Radio meets the Henry David Thoreau test: it’s a job that doesn’t require a new set of clothes. Equally for callers: radio doesn’t require you to look your best or feel tip-top either, but just to think and speak with a certain authenticity. Focus helps. Humor, excitement, some learning all help. The breathtaking news to me, I confess, was the many multitudes of individuals who handled it all brilliantly. Like the man who called into our write-the-coming-headlines game on a New Year’s Eve, and referred to the mumbling malaprop Mayor of Boston. He said: “Chris, here’s your headline: Surgeons Liberate Small Gerbil from Tom Menino’s Tongue.” Star callers came often to outshine star guests. Our favorite was “Amber in Boston,” a Barbadian immigrant with a high-school education who stalked the big game on our show, and out-talked the best of them: Camille Paglia, Harold Bloom and Gore Vidal. It was Amber who put her finger on what was different about our program. Her line was:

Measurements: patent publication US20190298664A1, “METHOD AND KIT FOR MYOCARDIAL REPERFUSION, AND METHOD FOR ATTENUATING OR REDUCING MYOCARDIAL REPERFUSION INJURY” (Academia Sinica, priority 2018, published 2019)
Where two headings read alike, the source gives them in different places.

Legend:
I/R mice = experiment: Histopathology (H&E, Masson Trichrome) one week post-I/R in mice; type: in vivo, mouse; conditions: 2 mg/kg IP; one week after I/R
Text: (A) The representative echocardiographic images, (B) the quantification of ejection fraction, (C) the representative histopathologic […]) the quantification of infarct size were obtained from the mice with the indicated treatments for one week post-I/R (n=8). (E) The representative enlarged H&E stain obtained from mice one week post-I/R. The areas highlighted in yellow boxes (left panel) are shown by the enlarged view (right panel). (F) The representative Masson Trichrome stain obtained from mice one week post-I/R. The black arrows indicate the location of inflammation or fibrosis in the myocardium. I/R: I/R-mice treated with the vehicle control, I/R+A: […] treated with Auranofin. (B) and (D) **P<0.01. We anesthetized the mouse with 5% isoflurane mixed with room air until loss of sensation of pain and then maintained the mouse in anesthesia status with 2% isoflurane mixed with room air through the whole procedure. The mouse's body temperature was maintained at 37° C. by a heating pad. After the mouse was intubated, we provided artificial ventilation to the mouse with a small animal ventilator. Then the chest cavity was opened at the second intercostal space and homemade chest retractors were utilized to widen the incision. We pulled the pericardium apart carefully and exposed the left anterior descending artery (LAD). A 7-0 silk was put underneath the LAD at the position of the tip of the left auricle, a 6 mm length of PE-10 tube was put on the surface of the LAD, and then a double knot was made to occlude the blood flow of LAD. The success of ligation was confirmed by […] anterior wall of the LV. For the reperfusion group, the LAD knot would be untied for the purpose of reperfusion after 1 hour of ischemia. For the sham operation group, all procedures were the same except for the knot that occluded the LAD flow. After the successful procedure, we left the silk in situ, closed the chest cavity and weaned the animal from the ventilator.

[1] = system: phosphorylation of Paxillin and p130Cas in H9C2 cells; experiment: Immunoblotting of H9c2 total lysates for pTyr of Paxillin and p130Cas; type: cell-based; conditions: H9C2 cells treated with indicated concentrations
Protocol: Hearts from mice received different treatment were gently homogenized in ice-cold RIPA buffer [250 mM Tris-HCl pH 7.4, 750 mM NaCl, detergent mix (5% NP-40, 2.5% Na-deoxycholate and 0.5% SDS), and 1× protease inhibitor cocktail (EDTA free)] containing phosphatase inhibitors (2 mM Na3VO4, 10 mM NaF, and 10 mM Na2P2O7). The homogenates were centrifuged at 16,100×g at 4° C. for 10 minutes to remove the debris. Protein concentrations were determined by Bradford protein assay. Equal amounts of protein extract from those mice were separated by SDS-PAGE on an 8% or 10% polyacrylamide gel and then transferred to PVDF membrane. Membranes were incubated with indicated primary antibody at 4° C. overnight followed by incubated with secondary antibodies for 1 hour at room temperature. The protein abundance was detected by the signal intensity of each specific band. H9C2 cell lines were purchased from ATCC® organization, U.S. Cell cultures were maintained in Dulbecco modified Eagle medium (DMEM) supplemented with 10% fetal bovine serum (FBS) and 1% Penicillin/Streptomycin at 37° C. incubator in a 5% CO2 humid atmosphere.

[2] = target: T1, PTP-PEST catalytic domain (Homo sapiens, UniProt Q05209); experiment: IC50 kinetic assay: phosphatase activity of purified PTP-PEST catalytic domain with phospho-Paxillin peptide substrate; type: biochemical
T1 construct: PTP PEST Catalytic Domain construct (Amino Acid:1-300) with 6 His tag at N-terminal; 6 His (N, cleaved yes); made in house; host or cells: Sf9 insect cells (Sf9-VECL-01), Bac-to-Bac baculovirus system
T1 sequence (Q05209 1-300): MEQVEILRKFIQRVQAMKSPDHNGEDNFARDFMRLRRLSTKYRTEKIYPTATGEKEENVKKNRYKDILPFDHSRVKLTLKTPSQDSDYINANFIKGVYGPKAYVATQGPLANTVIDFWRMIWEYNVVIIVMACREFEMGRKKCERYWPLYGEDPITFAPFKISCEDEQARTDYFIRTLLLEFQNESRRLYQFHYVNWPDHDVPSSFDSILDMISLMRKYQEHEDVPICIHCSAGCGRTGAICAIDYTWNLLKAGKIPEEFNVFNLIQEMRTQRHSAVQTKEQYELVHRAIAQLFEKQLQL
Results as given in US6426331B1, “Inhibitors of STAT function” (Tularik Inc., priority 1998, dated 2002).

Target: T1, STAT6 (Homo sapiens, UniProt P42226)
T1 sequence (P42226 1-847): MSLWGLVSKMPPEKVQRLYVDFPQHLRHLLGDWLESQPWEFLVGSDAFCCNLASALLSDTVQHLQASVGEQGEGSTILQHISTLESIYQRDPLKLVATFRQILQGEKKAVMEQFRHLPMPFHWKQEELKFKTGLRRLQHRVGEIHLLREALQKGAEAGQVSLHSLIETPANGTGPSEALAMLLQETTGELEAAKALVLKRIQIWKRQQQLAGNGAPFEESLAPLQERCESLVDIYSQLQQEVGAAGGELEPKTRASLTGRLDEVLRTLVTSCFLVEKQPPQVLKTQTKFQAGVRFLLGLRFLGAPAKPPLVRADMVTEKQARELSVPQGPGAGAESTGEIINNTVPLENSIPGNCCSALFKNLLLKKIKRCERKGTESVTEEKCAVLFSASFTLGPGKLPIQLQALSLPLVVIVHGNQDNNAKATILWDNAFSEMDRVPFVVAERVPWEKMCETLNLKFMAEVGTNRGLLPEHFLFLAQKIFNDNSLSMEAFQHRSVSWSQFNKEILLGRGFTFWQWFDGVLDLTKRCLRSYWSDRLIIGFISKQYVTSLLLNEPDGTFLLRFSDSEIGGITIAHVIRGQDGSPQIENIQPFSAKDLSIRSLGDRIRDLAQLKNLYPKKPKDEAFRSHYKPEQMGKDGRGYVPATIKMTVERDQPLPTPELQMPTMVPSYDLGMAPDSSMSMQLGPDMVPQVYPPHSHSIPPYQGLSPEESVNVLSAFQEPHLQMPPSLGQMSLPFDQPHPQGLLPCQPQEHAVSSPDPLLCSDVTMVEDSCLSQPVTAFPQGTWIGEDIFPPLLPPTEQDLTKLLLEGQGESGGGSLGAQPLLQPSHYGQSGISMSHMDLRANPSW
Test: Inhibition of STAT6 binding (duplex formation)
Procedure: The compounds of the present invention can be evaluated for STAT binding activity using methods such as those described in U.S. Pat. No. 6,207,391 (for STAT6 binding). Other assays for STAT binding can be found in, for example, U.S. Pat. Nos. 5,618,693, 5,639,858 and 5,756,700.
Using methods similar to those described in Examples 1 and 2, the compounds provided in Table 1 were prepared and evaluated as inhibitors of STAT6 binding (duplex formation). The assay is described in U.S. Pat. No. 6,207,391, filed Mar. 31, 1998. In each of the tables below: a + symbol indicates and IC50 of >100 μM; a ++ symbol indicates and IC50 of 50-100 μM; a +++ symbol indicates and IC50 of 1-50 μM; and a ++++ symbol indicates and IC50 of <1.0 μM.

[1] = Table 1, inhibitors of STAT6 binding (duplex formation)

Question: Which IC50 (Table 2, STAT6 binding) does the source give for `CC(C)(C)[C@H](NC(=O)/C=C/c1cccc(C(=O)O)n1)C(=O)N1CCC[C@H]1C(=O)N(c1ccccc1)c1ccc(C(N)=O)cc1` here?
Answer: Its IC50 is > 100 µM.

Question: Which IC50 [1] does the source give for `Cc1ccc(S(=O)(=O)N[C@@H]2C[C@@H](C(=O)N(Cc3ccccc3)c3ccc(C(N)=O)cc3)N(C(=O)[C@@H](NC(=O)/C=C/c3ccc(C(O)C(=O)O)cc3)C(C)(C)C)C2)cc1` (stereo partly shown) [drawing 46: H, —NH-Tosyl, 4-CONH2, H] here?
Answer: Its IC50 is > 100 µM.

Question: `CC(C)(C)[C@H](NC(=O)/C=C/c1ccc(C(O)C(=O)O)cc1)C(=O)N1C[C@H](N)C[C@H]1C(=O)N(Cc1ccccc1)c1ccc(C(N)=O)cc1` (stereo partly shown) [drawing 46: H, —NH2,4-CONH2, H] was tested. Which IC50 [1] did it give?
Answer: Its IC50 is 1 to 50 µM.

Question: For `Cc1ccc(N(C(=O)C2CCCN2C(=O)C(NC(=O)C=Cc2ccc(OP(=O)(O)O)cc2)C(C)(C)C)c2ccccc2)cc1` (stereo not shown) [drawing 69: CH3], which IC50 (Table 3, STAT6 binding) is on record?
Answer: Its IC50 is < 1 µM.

“the great unwashed hear a lot of the same stiffs on your program that we hear on all the other programs. The premise of the other shows, she said, was that we’re so lucky to hear their guests; the premise of your shows is that those talking heads are so lucky to meet us!”
What We Could Use
We want precisely what Ralph Waldo Emerson was looking for when he founded his magazine, The Dial, in 1840. It should be non-conformist, “a little bad,” Emerson said, anticipating Black English. He told his editor, Margaret Fuller, that “we might court some of the good fanatics,” but all in all he said The Dial should speak as “one cheerful rational voice amidst the din of mourners and polemics.” Emerson’s “mourners and polemics” are more than ever dominant among the bullies, sycophants and profiteers in the American media of the 21st Century. But Emerson would challenge us to make the vital space our own.
I nominate radio as the device that can diversify and extend and sustain and weave the current of our best private questions and insights into a public conversation. It might actually redeem what feels like a long engagement of our superpower democracy with reaction and fear.
Could we talk under the Transom here for the next month or so about exactly how to make it work?